Sent in a fictional medieval time and place, the kingdom of Araluen is divided into 50 fiefs.  Each fief is ruled by a Baron and each fief has its own Ranger.  The Rangers are a mysterious group of individuals, skilled in the arts of unseen movement and archery; they are the eyes and ears of the kingdom and help to maintain order.  Loosely based on the Texas Rangers, they are a small group of individuals who had an immense effect on the people they serve and are a formidable force, following the mantra “One riot, One Ranger.”  A young orphan boy names Will is apprenticed to the great Ranger Halt and the series tells of his adventures.

Why do I love these books so much?  Check out my four reasons:

His Description and Detail
John Flanagan previously wrote for television and that skill is evident in his storytelling.  His description is so vivid and lifelike; it is almost written as a script for director to follow.  Although there are intricate fight moves and elaborate battle scenes, his attention to detail allows the reader to see the action without being slowed down by too much exposition.  I have quoted examples from his books to teach young writers how to use all the senses and create beautiful imagery in their own writings.  His detail extends to his character creation.  My family had the privilege of meeting John Flanagan last week and it was fascinating to hear how he took bits of personality from friends, family, and acquaintances and expounded on those nuggets of behavior and created such multi-dimensional characters.  Will was based on his son Mike, for whom the stories were originally written; Lady Pauline was a bridesmaid at his wedding; and Halt has qualities of his sixth grade teacher.  Even Tug, Will’s horse, truly becomes a character through his description and personification.

I think most readers try to imagine the stories they read in their minds.  Sometimes I struggle with trying to visualize characters or settings that are so unfamiliar to my own experiences.  That is never a problem with Flanagan’s books and it makes me even more endured to his novels.  His love for the characters and his stories is evident through the pictures that the reader can create in his mind.

The Creation of his Fictitious World
The time and setting for Flanagan’s stories are fictitious but obviously based on history:  Araluen is England, Arrida is the Middle East, the Skandians and their longboats are the Vikings, and so on.  There are knights and duels and chivalry and monsters.  The world that John Flanagan created is similar enough to history that he doesn’t have to spend too much of the story creating the world and can instead use the time to tell the storySometimes I feel that authors spend so much time creating their worlds that the essence of the story is lost.  I have this complaint about a lot of current dystopian novels.  I am so drawn into the complexities of the society that story is based on that I lose sight and interest in the story itself.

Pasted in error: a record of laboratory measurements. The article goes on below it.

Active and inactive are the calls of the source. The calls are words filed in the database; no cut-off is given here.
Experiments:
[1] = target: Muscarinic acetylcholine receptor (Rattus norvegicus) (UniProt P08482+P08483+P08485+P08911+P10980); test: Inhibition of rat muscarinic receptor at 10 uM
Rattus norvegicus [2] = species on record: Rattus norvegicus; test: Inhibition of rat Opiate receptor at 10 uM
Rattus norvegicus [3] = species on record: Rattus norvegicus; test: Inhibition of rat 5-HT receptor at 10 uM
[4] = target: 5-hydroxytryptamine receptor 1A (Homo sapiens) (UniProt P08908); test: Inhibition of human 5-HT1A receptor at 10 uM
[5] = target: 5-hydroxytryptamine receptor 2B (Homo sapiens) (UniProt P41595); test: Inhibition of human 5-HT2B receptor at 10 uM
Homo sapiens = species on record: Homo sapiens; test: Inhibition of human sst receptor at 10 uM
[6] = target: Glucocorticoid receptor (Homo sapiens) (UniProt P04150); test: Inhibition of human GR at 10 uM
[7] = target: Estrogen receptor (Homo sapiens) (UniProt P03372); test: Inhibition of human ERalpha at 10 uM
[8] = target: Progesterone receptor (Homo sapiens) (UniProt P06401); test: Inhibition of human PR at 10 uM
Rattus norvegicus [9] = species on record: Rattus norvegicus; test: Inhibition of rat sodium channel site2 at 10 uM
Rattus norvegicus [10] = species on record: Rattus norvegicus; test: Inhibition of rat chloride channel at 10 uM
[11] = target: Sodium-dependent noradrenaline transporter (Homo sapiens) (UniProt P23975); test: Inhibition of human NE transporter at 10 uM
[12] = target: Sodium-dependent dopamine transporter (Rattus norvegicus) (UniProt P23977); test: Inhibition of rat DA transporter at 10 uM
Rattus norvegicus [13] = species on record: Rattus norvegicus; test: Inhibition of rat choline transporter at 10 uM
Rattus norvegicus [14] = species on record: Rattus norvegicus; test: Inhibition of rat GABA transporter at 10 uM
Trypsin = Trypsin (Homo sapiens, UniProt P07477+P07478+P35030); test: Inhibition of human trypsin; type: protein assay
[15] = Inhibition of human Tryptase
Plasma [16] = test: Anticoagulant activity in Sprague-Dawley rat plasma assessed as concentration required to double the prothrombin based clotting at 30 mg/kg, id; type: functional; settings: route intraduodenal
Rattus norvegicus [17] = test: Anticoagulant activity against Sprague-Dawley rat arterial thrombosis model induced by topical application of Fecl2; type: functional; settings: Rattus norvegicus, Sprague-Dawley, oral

Flanagan does a great job at giving just enough for the reader to see this loosely based medieval world while tying it closely enough to medieval England that the reader is comfortable with the setting.  I loved how Flanagan was not overly concerned with a precisely detailed setting.  He commented to the audience that when he was creating a battle scene for one of the novels, he needed something to block the left flank.  So, he put a mountain there.  He enjoys creating the world and making it believable but doesn’t allow it to detract from the story itself.

The Universal Nature of the Stories
I discovered this series when my son was about seven and we read the first couple of books together before he continued with them on his own.  My husband reads them and loves them, my daughters read them and love them, I read them and love them.  They are part of that ambiguous genre of young adult – adult novels, whose protagonist is a young adult and the books are often located in the Young Adult section of the bookstore, but they are appealing to and enjoyed by adults.  These series are some of my favorites because they allow families to read and enjoy together on many different levels.  These are the books we read as teens and then re-read as adults and then re-read again with our own children.  They are the “Shakespeare books” of our time; the books that transcend age because of their universal themes and enduring characters.  The Ranger’s Apprentice books fall into this category.

I love when I can enjoy books with my whole family and we can discuss them from so many different perspectives.  As I was the original discoverer of the series (yeah, I don’t let my family forget that!), I always get the latest release first.  You know, finder’s prerogative.  Anyway, I was reading Flanagan’s latest book and my family heard me laughing.  I commented that Halt had just met Abelard and everyone know what I was talking about.  Flanagan’s use of humor is also a wonderful quality of this series.  My family has many favorite lines that are quoted often.  I mean, what isn’t funny about “Gundar, having removed his axe, was anxious to use it again.”  Quirky, witty, and even whimsical at times; these books make us laugh and cry and celebrate together.

More books, More stories, More series, Oh My!
The absolute best part of John Flanagan’s works is that there are a lot of stories, multiple series, and he is writing more!!  I hate when I fall in love with an author and there is a limited number of works to read.  The series starts with the adventures of Will and his friends in The Ranger’s Apprentice Series.  As a spin-off series, The Brotherband Stories tell of a young Skandian and his crew of the Heron.  There are some cross-over characters from the Ranger’s series, which let me tell you, was so exciting.  My new favorite characters meet my old favorite characters!!  His latest series is a prequel trilogy to the Ranger’s Apprentice Series.  The first book The Ranger’s Apprentice Early Years: The Tournament at Gorlan was just released and the author has promised two more to follow.  I was even more excited when Flanagan announced that he felt he still had more stories to tell in the original Ranger’s Apprentice Series and would be writing more!  Squeak!  So excited!!